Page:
Ocular Motility Abnormalities



Highly myopic strabismus is a rare acquired ocular motility disorder that affects highly myopic adults. The axial length of the eye frequently exceeds 30 mm. The eye movement is mechanically restricted in both abduction and supraduction, resulting in esotropia and hypotropia. In the most advanced form, strabismus fixus, the affected eye is so tightly fixed in an esotropic and hypotropic position that no movement in any other direction is possible even passively. MRI reveals that the globe is dislocated out from the muscle cone through the space between the superior and lateral rectus muscles. A surgical procedure to unite the muscle bellies of the superior and lateral rectus muscles is effective on improving both abnormal ocular motility and eye position.

The influence of myopia on concomitant strabismus is also briefly discussed.


Rectus Muscle Lateral Rectus Medial Rectus Union Surgery Superior Rectus 
These keywords were added by machine and not by the authors. This process is experimental and the keywords may be updated as the learning algorithm improves.


  1. 1.
    Mansour AM, Wang F, el-Baba F, Henkind P. Ocular complications in strabismus fixus convergens. Ophthalmologica. 1987;195:161–6.PubMedCrossRefGoogle Scholar
  2. 2.
    Kaynak S, Durak I, Ozaksoy D, Canda T. Restrictive myopic myopathy: computed tomography, magnetic resonance imaging, echography, and histological findings. Br J Ophthalmol. 1994;78:414–5.PubMedCrossRefGoogle Scholar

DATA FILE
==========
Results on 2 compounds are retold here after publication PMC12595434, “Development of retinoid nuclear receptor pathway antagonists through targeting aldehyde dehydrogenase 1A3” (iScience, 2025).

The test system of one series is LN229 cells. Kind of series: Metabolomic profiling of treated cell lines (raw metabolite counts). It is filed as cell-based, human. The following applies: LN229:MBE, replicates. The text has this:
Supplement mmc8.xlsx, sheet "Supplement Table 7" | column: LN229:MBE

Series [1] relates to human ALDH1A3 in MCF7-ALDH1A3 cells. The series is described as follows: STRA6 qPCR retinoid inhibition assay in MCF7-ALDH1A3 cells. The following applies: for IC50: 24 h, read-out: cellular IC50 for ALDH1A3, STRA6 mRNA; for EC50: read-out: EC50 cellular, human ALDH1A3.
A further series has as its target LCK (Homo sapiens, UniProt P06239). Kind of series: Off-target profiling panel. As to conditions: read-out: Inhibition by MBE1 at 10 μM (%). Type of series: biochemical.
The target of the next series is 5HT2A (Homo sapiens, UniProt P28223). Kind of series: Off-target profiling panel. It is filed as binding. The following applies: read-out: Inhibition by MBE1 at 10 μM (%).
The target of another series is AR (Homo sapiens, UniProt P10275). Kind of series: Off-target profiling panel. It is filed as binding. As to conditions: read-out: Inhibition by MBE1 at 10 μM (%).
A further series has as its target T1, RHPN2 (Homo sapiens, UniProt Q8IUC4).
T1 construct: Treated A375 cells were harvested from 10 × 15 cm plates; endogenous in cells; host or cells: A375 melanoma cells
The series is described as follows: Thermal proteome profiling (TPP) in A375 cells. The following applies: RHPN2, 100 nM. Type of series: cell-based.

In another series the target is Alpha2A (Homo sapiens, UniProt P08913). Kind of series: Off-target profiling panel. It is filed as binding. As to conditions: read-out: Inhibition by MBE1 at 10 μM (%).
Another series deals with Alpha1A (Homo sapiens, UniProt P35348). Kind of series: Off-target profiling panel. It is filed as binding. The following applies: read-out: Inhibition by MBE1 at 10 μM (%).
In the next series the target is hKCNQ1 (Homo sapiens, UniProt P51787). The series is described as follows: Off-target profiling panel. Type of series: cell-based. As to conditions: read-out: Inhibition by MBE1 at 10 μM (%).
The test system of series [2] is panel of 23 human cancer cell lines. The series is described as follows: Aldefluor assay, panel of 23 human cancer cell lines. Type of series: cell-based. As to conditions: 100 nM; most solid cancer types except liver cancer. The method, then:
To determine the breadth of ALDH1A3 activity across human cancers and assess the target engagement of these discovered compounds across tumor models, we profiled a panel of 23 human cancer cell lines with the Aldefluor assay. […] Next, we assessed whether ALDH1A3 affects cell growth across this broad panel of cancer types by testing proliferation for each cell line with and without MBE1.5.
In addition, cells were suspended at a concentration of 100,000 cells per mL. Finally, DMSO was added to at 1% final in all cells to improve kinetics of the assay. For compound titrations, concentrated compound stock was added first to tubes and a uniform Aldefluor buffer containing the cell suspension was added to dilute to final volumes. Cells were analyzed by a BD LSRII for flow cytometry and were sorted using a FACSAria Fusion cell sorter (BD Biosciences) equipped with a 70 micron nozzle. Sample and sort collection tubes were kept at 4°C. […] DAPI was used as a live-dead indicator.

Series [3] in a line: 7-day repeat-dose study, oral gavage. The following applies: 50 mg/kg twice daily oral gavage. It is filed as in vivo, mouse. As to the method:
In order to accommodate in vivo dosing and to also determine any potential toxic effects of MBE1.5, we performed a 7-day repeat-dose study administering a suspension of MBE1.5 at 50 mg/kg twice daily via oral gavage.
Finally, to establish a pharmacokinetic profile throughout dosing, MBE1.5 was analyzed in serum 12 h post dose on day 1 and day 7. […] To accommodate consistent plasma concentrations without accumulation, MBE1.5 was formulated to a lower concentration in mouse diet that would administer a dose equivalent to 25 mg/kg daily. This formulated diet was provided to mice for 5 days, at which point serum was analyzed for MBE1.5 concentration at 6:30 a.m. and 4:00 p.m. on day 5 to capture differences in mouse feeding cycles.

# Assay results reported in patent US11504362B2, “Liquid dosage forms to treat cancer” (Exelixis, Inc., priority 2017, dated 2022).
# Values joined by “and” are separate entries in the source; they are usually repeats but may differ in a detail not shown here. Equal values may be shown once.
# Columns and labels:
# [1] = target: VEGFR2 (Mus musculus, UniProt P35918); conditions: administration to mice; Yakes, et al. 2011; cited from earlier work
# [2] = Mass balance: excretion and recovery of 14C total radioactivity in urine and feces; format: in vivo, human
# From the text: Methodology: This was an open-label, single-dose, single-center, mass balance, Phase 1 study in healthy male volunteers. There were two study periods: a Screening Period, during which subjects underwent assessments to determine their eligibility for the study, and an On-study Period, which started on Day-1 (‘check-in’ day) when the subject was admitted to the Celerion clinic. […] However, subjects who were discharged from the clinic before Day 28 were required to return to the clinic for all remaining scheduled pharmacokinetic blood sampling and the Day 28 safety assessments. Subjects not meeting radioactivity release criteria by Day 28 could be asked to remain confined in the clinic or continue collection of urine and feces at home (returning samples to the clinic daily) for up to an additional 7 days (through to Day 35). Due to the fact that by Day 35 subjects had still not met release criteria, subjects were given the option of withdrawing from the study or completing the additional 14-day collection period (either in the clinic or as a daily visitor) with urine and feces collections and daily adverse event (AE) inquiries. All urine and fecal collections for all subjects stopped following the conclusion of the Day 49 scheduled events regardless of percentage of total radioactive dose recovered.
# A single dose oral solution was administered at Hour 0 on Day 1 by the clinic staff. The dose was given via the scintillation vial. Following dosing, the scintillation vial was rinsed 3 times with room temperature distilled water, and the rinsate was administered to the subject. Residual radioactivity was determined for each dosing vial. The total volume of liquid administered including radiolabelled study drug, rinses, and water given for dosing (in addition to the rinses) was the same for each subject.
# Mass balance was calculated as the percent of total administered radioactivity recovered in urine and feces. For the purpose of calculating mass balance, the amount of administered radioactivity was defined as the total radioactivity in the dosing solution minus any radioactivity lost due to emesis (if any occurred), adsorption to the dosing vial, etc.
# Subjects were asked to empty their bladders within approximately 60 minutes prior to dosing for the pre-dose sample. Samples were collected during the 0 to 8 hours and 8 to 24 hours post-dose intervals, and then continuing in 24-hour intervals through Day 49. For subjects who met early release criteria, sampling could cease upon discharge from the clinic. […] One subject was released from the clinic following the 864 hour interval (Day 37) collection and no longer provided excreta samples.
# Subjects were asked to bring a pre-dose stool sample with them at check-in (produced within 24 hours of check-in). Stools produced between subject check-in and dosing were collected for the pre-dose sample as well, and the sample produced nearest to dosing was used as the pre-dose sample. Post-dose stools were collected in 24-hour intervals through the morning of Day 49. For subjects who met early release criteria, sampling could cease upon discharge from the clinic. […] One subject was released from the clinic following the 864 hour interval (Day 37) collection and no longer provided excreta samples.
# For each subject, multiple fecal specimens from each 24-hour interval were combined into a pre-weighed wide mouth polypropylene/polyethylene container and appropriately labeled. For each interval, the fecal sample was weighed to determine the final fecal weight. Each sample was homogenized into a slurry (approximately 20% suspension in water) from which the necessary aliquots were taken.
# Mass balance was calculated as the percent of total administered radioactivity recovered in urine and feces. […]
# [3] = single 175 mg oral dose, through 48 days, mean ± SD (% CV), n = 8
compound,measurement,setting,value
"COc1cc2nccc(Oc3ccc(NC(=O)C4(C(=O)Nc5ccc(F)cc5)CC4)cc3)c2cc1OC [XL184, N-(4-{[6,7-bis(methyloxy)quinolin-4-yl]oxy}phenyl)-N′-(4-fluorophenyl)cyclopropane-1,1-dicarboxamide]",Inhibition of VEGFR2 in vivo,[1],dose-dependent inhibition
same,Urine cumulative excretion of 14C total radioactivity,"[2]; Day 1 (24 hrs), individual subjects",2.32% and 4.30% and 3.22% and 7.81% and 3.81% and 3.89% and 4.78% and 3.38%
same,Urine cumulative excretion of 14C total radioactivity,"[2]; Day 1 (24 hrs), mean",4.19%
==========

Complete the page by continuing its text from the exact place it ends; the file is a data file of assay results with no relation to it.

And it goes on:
3. 3.
    Bagolini B, Tamburrelli C, Dickmann A, Colosimo C. Convergent strabismus fixus in high myopic patients. Doc Ophthalmol. 1990;74:309–20.PubMedCrossRefGoogle Scholar
  4. 4.
    Kowal L, Troski M, Gilford E. MRI in the heavy eye phenomenon. Aust N Z J Ophthalmol. 1994;22:125–6.PubMedCrossRefGoogle Scholar
  5. 5.
    Taylor R, Whale K, Raines M. The heavy eye phenomenon: orthoptic and ophthalmic characteristics. Ger J Ophthalmol. 1995;4:252–5.PubMedGoogle Scholar
  6. 6.
    Sturm V, Menke MN, Chaloupka K, Landau K. Surgical treatment of myopic strabismus fixus: a graded approach. Graefes Arch Clin Exp Ophthalmol. 2008;246:1323–9.PubMedCrossRefGoogle Scholar
  7. 7.
    Hayashi T, Iwashige H, Maruo T. Clinical features and surgery for acquired progressive esotropia associated with severe myopia. Acta Ophthalmol Scand. 1999;77:66–71.PubMedCrossRefGoogle Scholar
  8. 8.
    Krzizok TH, Kaufmann H, Traupe H. Elucidation of restrictive motility in high myopia by magnetic resonance imaging. Arch Ophthalmol. 1997;115:1019–27.CrossRefGoogle Scholar
  9. 9.
    Yamaguchi M, Yokoyama T, Shiraki K. Surgical procedure for correcting globe dislocation in highly myopic strabismus. Am J Ophthalmol. 2010;149:341–6.PubMedCrossRefGoogle Scholar
  10. 10.
    Hugonnier R, Magnard P. Oculomotor disequilibrium observed in cases of severe myopia. Ann Ocul (Paris). 1969;202:713–24.Google Scholar
  11. 11.
    Duke-Elder S, Wybar KC. Strabismus fixus. In: Duke-Elder S, editor. System of ophthalmology, vol. 6. London: Henry Kimpton; 1973. p. 607–8.Google Scholar
  12. 12.